Immunologic impact and clinical outcomes after surgical exposure to bovine thrombin.

Published

Journal Article

OBJECTIVE: To determine prospectively the immunologic response and adverse clinical events in surgical patients exposed to bovine thrombin during cardiac surgical procedures. SUMMARY BACKGROUND DATA: Topical bovine thrombin is used extensively as a hemostatic agent during cardiovascular surgery. Antibodies developing after exposure to bovine thrombin have been anecdotally associated with hemorrhagic complications. METHODS: One hundred fifty-one patients undergoing cardiac surgical procedures were prospectively recruited for this study before surgical exposure with topical bovine thrombin. Immunoassays were used to determine antibody levels against both bovine and human coagulation proteins before and after exposure to bovine thrombin. Alterations in coagulation assay parameters and adverse clinical events were followed in all patients enrolled in the study. RESULTS: Baseline elevated antibody levels to one or more bovine coagulation proteins were observed most frequently in patients with a prior history of a surgical procedure during which bovine thrombin is frequently used. More than 95% of patients developed a seropositive response to bovine coagulation proteins, and 51% manifested elevated antibody levels to the corresponding human coagulation proteins after bovine thrombin exposure. Postoperative coagulation abnormalities were more common in patients with antibodies to human coagulation proteins. Patients with multiple elevated antibody levels to bovine proteins before surgery were more likely to sustain an adverse clinical outcome after surgery. Using a logistic regression model, the adjusted odds ratio for sustaining an adverse event with multiple elevated antibody levels to bovine proteins before surgery was 5.40. CONCLUSIONS: Bovine thrombin preparations are highly immunogenic and appear to be associated with an increased risk for adverse clinical outcomes during subsequent surgical procedures. The clinical safety of these commonly used preparations needs to be reassessed, and reexposure to these agents should likely be avoided.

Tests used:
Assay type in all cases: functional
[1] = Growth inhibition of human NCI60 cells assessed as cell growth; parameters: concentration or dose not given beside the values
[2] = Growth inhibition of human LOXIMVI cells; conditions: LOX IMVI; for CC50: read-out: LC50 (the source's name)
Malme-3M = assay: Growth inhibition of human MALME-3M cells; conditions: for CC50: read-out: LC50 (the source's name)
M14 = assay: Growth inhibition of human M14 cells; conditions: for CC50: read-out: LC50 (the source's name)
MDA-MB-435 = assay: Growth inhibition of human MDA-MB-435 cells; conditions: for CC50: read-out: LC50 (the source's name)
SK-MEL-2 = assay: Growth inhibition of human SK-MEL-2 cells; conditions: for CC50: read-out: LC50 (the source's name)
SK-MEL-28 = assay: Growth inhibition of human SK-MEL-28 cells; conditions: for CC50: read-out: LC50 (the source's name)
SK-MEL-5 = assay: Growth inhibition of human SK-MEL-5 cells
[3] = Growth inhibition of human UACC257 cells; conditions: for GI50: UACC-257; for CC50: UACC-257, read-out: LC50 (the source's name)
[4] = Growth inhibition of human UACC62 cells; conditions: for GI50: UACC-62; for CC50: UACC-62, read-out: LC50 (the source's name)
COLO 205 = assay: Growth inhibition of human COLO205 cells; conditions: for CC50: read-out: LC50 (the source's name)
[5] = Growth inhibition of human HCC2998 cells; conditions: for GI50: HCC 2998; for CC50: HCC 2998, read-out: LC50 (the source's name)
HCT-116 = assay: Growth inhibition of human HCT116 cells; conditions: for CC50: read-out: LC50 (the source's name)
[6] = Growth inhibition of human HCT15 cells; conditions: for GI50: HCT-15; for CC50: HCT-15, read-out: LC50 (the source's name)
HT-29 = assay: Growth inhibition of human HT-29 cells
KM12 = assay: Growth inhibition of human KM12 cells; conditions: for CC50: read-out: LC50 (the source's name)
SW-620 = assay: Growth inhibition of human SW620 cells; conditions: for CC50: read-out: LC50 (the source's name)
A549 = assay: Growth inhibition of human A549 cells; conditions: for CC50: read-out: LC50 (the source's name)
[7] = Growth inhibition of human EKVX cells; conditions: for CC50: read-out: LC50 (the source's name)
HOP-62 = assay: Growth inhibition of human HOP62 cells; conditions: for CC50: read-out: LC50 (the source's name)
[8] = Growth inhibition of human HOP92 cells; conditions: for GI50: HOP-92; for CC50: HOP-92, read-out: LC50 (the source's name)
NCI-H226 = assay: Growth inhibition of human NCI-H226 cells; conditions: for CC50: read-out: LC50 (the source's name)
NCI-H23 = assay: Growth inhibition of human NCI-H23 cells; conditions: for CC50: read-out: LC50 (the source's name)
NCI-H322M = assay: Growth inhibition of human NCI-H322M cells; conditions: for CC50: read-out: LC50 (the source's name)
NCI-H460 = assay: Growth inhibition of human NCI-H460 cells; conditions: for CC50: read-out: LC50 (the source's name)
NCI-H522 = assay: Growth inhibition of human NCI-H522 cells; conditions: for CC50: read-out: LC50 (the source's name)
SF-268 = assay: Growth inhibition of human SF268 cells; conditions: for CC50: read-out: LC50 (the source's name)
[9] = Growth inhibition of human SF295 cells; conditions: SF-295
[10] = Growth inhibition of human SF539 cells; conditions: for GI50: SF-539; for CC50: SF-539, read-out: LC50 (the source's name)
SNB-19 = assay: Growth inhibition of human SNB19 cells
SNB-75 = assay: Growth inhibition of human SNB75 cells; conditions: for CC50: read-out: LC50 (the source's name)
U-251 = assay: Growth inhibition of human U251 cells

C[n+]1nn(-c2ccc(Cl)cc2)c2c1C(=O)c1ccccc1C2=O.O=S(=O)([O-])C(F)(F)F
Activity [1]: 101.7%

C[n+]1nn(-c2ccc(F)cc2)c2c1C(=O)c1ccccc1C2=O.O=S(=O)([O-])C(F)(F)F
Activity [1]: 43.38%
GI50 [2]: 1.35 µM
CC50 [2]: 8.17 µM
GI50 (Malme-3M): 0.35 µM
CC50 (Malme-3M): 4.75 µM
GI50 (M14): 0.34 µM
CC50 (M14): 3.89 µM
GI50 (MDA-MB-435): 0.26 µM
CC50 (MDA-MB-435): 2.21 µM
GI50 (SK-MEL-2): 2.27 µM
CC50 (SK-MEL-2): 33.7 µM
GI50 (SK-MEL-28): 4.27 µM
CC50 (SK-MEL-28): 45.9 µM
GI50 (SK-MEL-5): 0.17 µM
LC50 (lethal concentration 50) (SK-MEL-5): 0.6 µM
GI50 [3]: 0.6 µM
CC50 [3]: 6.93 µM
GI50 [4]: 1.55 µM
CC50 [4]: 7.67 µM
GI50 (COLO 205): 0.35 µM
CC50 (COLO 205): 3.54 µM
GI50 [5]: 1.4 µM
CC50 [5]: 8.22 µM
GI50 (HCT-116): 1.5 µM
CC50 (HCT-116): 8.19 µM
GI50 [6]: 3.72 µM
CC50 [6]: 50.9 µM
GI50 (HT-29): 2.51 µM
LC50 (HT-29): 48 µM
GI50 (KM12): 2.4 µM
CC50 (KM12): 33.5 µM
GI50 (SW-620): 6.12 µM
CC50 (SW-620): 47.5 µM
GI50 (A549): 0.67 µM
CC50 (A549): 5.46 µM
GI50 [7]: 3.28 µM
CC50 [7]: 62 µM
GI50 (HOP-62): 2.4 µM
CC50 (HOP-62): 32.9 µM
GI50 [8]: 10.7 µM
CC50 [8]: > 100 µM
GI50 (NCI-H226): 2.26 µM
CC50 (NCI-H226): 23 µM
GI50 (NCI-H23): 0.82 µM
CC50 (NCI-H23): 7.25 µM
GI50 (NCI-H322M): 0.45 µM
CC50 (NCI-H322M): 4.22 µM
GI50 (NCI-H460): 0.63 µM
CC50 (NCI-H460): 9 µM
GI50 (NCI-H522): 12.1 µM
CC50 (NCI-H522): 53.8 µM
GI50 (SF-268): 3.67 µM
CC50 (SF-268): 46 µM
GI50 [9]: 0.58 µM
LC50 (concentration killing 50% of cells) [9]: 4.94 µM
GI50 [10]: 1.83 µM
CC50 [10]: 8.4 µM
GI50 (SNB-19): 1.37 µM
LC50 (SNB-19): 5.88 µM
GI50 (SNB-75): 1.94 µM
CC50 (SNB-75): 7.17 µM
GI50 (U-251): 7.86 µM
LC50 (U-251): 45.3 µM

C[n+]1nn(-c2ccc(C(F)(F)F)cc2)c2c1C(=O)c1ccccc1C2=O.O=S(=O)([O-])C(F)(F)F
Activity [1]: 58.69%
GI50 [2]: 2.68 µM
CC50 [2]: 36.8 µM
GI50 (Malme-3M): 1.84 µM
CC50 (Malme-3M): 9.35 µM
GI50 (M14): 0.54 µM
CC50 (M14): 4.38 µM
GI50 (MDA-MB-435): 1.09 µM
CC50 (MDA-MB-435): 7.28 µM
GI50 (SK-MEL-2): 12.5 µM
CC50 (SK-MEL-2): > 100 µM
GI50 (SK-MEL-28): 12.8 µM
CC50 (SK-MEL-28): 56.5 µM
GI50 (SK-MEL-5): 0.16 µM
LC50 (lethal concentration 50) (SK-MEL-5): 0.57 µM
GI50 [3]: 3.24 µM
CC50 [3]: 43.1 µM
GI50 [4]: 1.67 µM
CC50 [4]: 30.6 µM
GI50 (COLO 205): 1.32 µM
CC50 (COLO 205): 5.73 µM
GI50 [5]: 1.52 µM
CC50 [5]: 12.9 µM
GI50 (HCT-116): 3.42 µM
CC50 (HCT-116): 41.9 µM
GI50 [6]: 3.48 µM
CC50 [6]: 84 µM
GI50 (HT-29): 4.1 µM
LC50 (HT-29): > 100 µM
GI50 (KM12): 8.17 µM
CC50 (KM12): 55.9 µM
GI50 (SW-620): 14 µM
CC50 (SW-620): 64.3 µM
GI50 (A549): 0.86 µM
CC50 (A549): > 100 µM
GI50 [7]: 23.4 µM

Full Text

Duke Authors

Cited Authors

  • Ortel, TL; Mercer, MC; Thames, EH; Moore, KD; Lawson, JH

Published Date

  • January 2001

Published In

Volume / Issue

  • 233 / 1

Start / End Page

  • 88 - 96

PubMed ID

  • 11141230

Pubmed Central ID

  • 11141230

International Standard Serial Number (ISSN)

  • 0003-4932

Digital Object Identifier (DOI)

  • 10.1097/00000658-200101000-00014

Language

  • eng

Conference Location

  • United States